French teachers are staging their second strike this week in protest at government decentralisation plans and pension reform.
Teachers have had several strikes in recent weeks
Education Ministry sources reported that about a quarter of France's 800,000 teachers were on strike, leading to some classroom closures.
Hundreds demonstrated in major cities including Paris, where participants joined hands in a human chain around the ministry building.
Teachers have led the way in nationwide strikes by public sector workers in recent weeks over pension reforms which would see people's working lives being prolonged.
They also fear job cuts and plans to hand over some responsibility for school staff to local authorities, which they believe will disrupt the education system.
Deputy Education Minister Xavier Darcos said the government might compromise on decentralisation plans.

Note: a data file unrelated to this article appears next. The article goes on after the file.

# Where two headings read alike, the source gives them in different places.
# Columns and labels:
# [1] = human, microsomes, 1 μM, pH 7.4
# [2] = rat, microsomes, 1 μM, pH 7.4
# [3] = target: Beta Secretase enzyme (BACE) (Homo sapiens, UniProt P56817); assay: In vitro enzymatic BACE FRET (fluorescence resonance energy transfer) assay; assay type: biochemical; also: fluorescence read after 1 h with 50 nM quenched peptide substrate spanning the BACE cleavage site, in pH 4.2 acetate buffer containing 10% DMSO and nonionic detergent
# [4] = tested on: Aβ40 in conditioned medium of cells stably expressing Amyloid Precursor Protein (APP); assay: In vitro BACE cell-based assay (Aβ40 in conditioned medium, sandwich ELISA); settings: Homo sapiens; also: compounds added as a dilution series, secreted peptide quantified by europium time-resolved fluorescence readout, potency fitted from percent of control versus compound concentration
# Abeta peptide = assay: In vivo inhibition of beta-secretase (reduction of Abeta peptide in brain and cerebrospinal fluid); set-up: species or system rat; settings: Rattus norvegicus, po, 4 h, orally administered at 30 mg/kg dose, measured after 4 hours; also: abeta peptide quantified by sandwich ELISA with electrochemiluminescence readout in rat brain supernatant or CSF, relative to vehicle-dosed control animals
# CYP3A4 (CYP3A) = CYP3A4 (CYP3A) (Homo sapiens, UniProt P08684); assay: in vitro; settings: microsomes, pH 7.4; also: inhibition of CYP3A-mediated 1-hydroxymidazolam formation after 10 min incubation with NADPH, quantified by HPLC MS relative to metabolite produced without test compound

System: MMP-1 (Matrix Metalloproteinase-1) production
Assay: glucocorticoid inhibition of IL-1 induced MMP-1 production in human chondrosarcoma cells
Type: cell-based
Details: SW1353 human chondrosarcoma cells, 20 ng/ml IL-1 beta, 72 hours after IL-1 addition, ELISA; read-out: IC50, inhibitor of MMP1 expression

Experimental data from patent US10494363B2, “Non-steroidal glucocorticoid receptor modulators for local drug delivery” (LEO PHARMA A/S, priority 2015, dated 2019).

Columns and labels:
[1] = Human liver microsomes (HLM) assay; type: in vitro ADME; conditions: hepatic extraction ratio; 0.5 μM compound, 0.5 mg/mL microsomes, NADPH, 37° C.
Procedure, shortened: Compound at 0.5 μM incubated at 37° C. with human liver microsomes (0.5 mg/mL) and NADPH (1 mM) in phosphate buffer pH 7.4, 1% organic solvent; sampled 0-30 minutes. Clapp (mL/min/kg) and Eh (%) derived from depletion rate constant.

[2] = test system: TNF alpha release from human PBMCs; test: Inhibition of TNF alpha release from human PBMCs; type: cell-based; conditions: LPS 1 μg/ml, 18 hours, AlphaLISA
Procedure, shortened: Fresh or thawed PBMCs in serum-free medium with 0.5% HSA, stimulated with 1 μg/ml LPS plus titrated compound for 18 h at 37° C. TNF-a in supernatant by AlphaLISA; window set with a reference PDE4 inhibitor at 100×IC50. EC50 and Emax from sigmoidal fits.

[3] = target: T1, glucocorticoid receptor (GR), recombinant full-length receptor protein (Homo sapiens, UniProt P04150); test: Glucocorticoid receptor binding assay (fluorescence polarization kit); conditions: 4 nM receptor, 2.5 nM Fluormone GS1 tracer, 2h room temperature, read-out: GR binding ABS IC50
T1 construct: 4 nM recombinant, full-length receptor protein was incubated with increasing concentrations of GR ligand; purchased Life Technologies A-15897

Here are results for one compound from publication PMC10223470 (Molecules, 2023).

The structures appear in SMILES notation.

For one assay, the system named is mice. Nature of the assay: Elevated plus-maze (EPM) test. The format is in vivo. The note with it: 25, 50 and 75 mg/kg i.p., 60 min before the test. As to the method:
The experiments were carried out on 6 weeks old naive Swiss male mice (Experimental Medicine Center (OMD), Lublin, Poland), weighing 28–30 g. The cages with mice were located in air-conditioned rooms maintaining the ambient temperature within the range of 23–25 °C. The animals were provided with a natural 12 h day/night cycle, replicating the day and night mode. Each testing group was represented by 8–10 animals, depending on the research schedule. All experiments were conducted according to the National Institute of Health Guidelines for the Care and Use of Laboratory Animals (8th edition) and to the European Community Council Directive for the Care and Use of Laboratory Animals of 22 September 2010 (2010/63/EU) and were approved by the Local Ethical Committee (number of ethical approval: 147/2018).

"If the government considers the plan should be modified in this way or another, it will do it," he told French television.
But on Tuesday Education Minister Luc Ferry warned that he would not tolerate disruption of the forthcoming end-of-year exams.
Some hardline teachers have threatened an exam boycott, and sessions have already been affected in the southern cities of Toulouse and Perpignan.
Mr Ferry said he would not be deterred by street protests and had various legal means at his disposal to deal with the situation.
Meanwhile some French unions have been outlining strike plans for the near future.
Hundreds of thousands are expected to join a national demonstration in Paris on Sunday, with more air and municipal transport strikes planned in the following two weeks.
Public sector workers caused some disruption in strikes on Monday, just days after the government split the labour movement by making a deal with more moderate unions.
The unions are still hoping for a repeat of the mass demonstrations against pension reform in 1995 which brought down the conservative government of Alain Juppe.
The current government, however, says it is determined to weather the storm.